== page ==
Baker: 'Might as well be me' to take the blame

CHICAGO -- The word will be official Monday, but Dusty Baker was already saying Sunday night what most people have suspected for weeks: His tenure as manager of the Chicago Cubs is over.

Dusty Baker Baker

"I'm gone. I won't be back," Baker told the Chicago Tribune after the Cubs' 8-5 win over the Rockies on Sunday. "Somebody's got to take the blame, and it might as well be me."

Baker told the Tribune that he regards Monday's meeting with general manager Jim Hendry as merely a formality.

"If they wanted me back, I would have heard something by now," he told the paper.

Instead, Baker will exit after four years at the helm on the North Side.

Earlier Sunday, Baker stopped
and signed autographs for 10 minutes for hundreds of fans near the
tarp along the left field line at Wrigley Field.

"I don't have second thoughts about anything," Baker said. "I
have no regrets about coming here or nothing. Again, I just wish we
could have gotten it done. We were close and then since that time,
things have gotten worse."

After a serious run at the World Series in Baker's first season
of 2003 -- just five outs away -- the Cubs took an NL-worst 65-96
record into Sunday's meaningless season finale against the Colorado Rockies.

The Cubs' clubhouse was busy with boxes being packed for the
start of vacation. Baker planned to address his team perhaps for
the final time.

"I don't have second thoughts about anything. I have no regrets about coming here or nothing. Again, I just wish we could have gotten it done. We were close and then since that time, things have gotten worse."
-- Dusty Baker, on this tenure with the Cubs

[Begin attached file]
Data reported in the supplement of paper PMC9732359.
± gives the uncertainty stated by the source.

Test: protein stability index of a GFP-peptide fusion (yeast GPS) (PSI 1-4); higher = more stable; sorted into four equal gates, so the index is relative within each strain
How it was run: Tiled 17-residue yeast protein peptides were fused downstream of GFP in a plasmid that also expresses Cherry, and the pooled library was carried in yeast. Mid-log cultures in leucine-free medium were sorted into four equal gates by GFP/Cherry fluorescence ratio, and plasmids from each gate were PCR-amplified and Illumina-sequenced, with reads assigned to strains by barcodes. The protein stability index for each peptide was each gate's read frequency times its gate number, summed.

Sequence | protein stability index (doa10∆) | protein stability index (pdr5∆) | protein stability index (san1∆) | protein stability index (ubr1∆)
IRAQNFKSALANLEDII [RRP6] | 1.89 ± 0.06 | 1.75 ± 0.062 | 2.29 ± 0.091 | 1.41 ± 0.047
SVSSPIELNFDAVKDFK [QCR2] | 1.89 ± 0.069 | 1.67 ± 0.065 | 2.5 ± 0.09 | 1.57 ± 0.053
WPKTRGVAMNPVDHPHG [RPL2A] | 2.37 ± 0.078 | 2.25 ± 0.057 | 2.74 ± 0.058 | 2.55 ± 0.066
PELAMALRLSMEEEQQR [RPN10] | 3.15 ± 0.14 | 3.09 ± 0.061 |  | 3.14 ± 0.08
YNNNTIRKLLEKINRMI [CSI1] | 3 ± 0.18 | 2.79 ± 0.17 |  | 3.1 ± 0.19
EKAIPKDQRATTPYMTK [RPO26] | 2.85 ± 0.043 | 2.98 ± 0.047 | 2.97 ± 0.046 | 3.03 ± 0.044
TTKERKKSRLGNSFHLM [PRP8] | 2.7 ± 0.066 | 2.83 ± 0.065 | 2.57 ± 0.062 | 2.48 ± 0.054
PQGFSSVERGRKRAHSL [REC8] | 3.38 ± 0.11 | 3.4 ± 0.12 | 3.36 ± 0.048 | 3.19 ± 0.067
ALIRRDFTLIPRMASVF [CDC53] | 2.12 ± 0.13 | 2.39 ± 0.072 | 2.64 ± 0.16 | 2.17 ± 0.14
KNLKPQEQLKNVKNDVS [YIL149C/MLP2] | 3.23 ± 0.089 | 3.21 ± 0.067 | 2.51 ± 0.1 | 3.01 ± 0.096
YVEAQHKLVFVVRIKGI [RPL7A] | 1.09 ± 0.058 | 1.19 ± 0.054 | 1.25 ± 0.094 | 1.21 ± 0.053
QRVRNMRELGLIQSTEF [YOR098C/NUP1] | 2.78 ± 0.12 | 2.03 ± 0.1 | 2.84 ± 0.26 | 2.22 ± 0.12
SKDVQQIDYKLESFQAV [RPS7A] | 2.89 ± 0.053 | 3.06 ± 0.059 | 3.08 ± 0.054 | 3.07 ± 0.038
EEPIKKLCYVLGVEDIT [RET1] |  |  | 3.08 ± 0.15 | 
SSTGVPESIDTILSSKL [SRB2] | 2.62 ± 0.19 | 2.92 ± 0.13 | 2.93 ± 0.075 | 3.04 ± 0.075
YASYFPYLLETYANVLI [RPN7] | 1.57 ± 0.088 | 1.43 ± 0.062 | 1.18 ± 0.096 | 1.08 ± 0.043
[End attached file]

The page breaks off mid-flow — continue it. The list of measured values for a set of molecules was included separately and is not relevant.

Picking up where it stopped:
"It's not easy to say goodbye if that's the case," catcher
Michael Barrett said. "It was a weird feeling coming to the field
and thinking this might be his last day. That's just the truth of

Injuries to key players, especially pitchers Mark Prior and
Kerry Wood, and poor play have doomed the Cubs.

"Different circumstances, different things, just different
stuff," Baker said. "You deal with it and you go forward. You do
the best job you can do. Sometimes, your best isn't good enough."

Baker said he hadn't taken the time to dwell on what he'd
accomplished -- he led the Cubs to their first back-to-back winning
seasons in 32 years -- or what he could have done differently to
stop the losing of the past two years.

"I am what I am, and I am who I am," he told the Tribune. "My dad taught me a long time ago, speak the truth and be yourself, with no regrets."

The Cubs have been losing for a long time. They haven't been in
a World Series since 1945 or won one since 1908.

Baker thought he could be the one to stop that stretch.

"It's been 97 years, I guess 98 years," Baker said. "I wanted
to be the one to change it."

But he couldn't. And his managing certainly wasn't the only
reason, although many fans held him responsible. Hendry and chief
executive officer Andy MacPhail have come under heavy criticism
this week, as well.

MacPhail resigned Sunday as
president and CEO after failing to get the team
to the World Series during his 12-year tenure.

"There were a lot of things this season out of Dusty's control and
it just didn't work out," said first baseman Derrek Lee, who's
missed most of the season because of a wrist injury and his
daughter's illness. "So the blame is unfair, but I don't feel bad
for Dusty because Dusty is fine and he's going to be OK."

Juan Pierre agreed with Lee, telling the Tribune that Baker was being wrongly blamed for players' injuries and poor play on the field.

There's no justice," Pierre told the paper. "He gets blamed for guys' injuries, for the way we played on the field, doing the little things wrong. It doesn't reflect on him in any way. To hear fans booing him and things like that, it's sad. He shouldn't get blamed for it. If you had Joe Torre or whoever, [any of] the best managers, they probably would have lost with the way we played this year."

Information from The Associated Press was used in this report.